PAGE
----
The Johannine Epistles (Day 3)

I would be remiss if I didn’t mention a couple of the people who have made this class possible for me. First of all, I need to thank my wife for freeing me up to travel all the way down here for this ministry. Second, I need to thank my Mother In-Law (Alleen) for coming up and helping take care of the kids in my absence. Thirdly, I need to thank Cool Community Church for granting me the time to come and study in this capacity. Finally, I need to thank my Aunt Jo for putting me up for another week in her home near the seminary. She really is a treasure!

Today was a rich day, full of many insights. Here are just three:

1) In Order to Commune with God we Must Meet Three Criteria: Doctrine, Morality & Love. John spends much of the book focusing his readers attention on three aspects of true godliness (communion with God): doctrinal faithfulness, moral uprightness and deep seated love for God. In order for someone to commune with God, to have fellowship with God, he must be doctrinally faithful, morally upright and he must abide in God (love God). In other words, it’s not enough for a man to be doctrinally orthodox but morally suspect. In this condition, he cannot have fellowship with God (know God). Furthermore, even if a man is doctrinally orthodox and morally upright (no obvious sins in his life), if he does not possess a deep seated love for God, he can not know God and he cannot have fellowship with God. This is what makes this third aspect of godliness so difficult, it is a living category. Doctrine can be learned and morality can be attained, but love…well love is different…love must be experienced…love must be felt. But, if we do not have a love for God than the truth is that we do not know Him.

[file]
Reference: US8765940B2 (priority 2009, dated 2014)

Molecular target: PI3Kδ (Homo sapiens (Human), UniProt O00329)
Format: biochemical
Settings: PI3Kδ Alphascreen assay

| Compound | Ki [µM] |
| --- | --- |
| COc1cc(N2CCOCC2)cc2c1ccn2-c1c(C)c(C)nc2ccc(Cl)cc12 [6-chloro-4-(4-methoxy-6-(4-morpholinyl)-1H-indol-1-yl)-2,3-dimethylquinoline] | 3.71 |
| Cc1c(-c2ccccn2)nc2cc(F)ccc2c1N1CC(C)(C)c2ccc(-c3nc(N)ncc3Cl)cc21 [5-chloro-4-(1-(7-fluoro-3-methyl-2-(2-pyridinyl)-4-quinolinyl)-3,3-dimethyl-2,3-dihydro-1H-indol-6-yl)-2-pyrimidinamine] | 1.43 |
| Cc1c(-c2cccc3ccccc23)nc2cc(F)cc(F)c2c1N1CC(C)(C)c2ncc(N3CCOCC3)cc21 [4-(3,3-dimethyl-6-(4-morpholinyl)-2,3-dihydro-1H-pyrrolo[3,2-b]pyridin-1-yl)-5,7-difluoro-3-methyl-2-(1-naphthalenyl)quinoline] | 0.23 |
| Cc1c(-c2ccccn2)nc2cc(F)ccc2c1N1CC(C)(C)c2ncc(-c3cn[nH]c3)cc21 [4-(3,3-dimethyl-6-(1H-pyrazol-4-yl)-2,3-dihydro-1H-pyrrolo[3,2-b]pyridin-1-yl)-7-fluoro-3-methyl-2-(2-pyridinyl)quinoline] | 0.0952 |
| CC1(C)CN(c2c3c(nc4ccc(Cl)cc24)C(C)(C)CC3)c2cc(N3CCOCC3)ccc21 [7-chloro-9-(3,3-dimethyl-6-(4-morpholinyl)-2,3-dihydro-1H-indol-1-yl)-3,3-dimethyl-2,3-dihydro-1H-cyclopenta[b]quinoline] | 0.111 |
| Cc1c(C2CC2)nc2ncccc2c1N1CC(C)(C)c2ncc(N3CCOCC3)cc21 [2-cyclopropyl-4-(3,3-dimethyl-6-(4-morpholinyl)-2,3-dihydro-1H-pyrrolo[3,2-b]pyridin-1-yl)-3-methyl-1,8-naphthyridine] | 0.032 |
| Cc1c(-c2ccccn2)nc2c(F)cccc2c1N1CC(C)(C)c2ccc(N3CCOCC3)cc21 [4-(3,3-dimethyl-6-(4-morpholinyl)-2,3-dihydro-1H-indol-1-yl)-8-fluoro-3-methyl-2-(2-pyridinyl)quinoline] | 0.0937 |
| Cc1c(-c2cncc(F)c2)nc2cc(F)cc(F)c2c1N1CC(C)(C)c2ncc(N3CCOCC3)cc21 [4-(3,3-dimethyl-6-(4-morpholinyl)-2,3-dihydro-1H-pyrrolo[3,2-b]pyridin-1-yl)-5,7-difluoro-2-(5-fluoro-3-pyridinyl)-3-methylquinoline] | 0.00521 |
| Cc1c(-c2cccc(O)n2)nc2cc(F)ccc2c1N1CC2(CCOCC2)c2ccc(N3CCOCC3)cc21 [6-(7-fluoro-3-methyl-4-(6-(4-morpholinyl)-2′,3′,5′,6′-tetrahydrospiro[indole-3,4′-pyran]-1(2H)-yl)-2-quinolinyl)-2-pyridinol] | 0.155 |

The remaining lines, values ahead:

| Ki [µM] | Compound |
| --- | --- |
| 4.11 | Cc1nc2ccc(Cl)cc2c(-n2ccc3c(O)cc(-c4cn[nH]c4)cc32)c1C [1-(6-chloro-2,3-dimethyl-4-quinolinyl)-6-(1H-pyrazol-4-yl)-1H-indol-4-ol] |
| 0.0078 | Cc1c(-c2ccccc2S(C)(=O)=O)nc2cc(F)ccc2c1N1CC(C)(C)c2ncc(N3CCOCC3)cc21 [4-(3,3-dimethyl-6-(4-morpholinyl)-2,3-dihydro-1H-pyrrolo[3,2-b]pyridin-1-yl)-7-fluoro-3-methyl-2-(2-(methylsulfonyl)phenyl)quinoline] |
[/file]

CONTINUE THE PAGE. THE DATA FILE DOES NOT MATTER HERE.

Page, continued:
2) The Importance of Faithful Pastoral Ministry. This is a little bit off the beaten path of 1 John, but it’s something I’ve been thinking about for a while and Dr. Yarbrough really helped me to see it today. Of course, I’ve always known that pastoral ministry is important but I think I’m learning to appreciate more of the gravity of the pastoral office. You see the pastor is more than someone who does a job, he is a symbol of the stability of a congregation. For many in the church, the pastor is the most direct link to God in their lives. In other words, he makes God real in people’s lives because he comes with flesh and blood representing the King. What follows from this insight is the importance of long term faithfulness in pastoral ministry. Most real growth in a church happens over the long haul as a result of faithful ministry; it isn’t flashy, it isn’t  exciting, it isn’t really explicable, it just happens.

3) The Danger of the Academy. Dr. Yarbrough pointed us to a poem that is quoted by Leon Morris in his NICNT commentary on the Gospel of John in which he quotes Mansfield:

The Trained mind outs the upright soul

As Jesus said the trained mind might,

Being wiser than the sons of light,

But trained men’s minds are spread so thin

They let all sorts of darkness in;

Whatever light they find they doubt it,

They love not light, but talk about it.

It took me forever to hunt this quote down on the internet, but it was worth it because it is such a good reminder to me that the point of academics is to love the light.

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January 08 2013 07:02 pm | Johannine Epistles

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